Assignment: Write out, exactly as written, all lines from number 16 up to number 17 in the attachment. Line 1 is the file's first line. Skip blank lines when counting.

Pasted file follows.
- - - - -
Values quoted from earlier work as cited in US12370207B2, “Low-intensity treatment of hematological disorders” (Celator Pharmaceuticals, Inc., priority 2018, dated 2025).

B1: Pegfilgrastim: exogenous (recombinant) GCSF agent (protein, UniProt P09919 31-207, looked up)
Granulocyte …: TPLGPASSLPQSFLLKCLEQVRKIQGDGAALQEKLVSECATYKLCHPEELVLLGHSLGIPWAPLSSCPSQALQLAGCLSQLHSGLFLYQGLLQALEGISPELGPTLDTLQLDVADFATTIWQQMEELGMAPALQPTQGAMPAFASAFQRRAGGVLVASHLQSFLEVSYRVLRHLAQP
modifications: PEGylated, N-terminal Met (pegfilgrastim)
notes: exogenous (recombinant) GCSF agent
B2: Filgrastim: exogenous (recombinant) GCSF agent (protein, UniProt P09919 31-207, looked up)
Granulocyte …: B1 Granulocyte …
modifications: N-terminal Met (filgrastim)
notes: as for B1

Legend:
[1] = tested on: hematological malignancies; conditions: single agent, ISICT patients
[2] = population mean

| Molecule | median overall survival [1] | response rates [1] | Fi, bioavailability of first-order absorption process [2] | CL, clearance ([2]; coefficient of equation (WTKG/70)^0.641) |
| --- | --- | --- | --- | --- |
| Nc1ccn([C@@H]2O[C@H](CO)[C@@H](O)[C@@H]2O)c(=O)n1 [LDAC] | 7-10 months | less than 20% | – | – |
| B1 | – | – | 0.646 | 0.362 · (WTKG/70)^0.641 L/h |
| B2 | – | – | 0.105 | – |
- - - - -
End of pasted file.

| B1 | – | – | 0.646 | 0.362 · (WTKG/70)^0.641 L/h |
| B2 | – | – | 0.105 | – |